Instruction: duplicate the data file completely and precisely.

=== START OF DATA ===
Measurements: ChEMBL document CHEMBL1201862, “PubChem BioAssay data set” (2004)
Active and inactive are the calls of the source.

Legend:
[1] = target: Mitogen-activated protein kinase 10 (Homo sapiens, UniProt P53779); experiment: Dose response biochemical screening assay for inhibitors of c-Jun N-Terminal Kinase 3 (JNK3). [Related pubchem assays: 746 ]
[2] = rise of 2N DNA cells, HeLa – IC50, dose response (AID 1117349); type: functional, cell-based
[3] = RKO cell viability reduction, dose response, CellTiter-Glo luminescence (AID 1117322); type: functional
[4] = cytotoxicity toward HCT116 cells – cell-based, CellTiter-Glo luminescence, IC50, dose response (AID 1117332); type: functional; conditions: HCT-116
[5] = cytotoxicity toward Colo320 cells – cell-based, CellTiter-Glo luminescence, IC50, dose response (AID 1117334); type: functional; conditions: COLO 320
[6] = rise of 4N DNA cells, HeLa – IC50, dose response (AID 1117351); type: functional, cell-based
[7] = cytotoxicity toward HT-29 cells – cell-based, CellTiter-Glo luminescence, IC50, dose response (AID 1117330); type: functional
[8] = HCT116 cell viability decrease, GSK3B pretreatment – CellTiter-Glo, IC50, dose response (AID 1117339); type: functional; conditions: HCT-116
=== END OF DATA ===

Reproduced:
Measurements: ChEMBL document CHEMBL1201862, “PubChem BioAssay data set” (2004)
Active and inactive are the calls of the source.

Legend:
[1] = target: Mitogen-activated protein kinase 10 (Homo sapiens, UniProt P53779); experiment: Dose response biochemical screening assay for inhibitors of c-Jun N-Terminal Kinase 3 (JNK3). [Related pubchem assays: 746 ]
[2] = rise of 2N DNA cells, HeLa – IC50, dose response (AID 1117349); type: functional, cell-based
[3] = RKO cell viability reduction, dose response, CellTiter-Glo luminescence (AID 1117322); type: functional
[4] = cytotoxicity toward HCT116 cells – cell-based, CellTiter-Glo luminescence, IC50, dose response (AID 1117332); type: functional; conditions: HCT-116
[5] = cytotoxicity toward Colo320 cells – cell-based, CellTiter-Glo luminescence, IC50, dose response (AID 1117334); type: functional; conditions: COLO 320
[6] = rise of 4N DNA cells, HeLa – IC50, dose response (AID 1117351); type: functional, cell-based
[7] = cytotoxicity toward HT-29 cells – cell-based, CellTiter-Glo luminescence, IC50, dose response (AID 1117330); type: functional
[8] = HCT116 cell viability decrease, GSK3B pretreatment – CellTiter-Glo, IC50, dose response (AID 1117339); type: functional; conditions: HCT-116